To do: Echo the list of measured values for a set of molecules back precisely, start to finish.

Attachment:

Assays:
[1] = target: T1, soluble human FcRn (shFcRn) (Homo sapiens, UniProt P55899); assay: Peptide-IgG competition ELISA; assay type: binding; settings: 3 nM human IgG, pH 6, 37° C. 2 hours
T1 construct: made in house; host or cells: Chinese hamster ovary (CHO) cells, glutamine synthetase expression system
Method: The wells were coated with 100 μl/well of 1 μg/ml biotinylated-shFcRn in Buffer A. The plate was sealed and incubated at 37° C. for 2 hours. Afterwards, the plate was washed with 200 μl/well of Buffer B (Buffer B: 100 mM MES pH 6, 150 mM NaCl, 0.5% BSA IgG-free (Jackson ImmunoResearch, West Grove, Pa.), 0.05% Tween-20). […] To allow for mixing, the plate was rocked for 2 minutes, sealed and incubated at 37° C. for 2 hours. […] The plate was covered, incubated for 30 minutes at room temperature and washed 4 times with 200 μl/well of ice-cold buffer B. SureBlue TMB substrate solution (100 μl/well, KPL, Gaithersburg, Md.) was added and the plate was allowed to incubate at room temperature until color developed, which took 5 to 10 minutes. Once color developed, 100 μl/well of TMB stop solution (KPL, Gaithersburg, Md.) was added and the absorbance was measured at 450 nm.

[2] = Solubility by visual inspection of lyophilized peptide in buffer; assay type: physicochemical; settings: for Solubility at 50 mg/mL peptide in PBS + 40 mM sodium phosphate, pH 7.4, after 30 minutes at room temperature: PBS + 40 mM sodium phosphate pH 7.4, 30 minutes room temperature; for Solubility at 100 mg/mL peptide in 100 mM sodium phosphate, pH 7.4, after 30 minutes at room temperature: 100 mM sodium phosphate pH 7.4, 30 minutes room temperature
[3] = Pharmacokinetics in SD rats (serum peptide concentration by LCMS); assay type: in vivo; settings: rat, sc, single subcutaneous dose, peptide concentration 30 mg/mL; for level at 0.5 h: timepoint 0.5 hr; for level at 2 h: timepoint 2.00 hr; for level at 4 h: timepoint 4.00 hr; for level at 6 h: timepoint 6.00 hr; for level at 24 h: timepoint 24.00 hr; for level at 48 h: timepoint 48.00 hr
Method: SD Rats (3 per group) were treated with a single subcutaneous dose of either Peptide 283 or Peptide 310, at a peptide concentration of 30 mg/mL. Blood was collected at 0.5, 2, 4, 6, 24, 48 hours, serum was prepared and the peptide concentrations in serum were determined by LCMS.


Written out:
Assays:
[1] = target: T1, soluble human FcRn (shFcRn) (Homo sapiens, UniProt P55899); assay: Peptide-IgG competition ELISA; assay type: binding; settings: 3 nM human IgG, pH 6, 37° C. 2 hours
T1 construct: made in house; host or cells: Chinese hamster ovary (CHO) cells, glutamine synthetase expression system
Method: The wells were coated with 100 μl/well of 1 μg/ml biotinylated-shFcRn in Buffer A. The plate was sealed and incubated at 37° C. for 2 hours. Afterwards, the plate was washed with 200 μl/well of Buffer B (Buffer B: 100 mM MES pH 6, 150 mM NaCl, 0.5% BSA IgG-free (Jackson ImmunoResearch, West Grove, Pa.), 0.05% Tween-20). […] To allow for mixing, the plate was rocked for 2 minutes, sealed and incubated at 37° C. for 2 hours. […] The plate was covered, incubated for 30 minutes at room temperature and washed 4 times with 200 μl/well of ice-cold buffer B. SureBlue TMB substrate solution (100 μl/well, KPL, Gaithersburg, Md.) was added and the plate was allowed to incubate at room temperature until color developed, which took 5 to 10 minutes. Once color developed, 100 μl/well of TMB stop solution (KPL, Gaithersburg, Md.) was added and the absorbance was measured at 450 nm.

[2] = Solubility by visual inspection of lyophilized peptide in buffer; assay type: physicochemical; settings: for Solubility at 50 mg/mL peptide in PBS + 40 mM sodium phosphate, pH 7.4, after 30 minutes at room temperature: PBS + 40 mM sodium phosphate pH 7.4, 30 minutes room temperature; for Solubility at 100 mg/mL peptide in 100 mM sodium phosphate, pH 7.4, after 30 minutes at room temperature: 100 mM sodium phosphate pH 7.4, 30 minutes room temperature
[3] = Pharmacokinetics in SD rats (serum peptide concentration by LCMS); assay type: in vivo; settings: rat, sc, single subcutaneous dose, peptide concentration 30 mg/mL; for level at 0.5 h: timepoint 0.5 hr; for level at 2 h: timepoint 2.00 hr; for level at 4 h: timepoint 4.00 hr; for level at 6 h: timepoint 6.00 hr; for level at 24 h: timepoint 24.00 hr; for level at 48 h: timepoint 48.00 hr
Method: SD Rats (3 per group) were treated with a single subcutaneous dose of either Peptide 283 or Peptide 310, at a peptide concentration of 30 mg/mL. Blood was collected at 0.5, 2, 4, 6, 24, 48 hours, serum was prepared and the peptide concentrations in serum were determined by LCMS.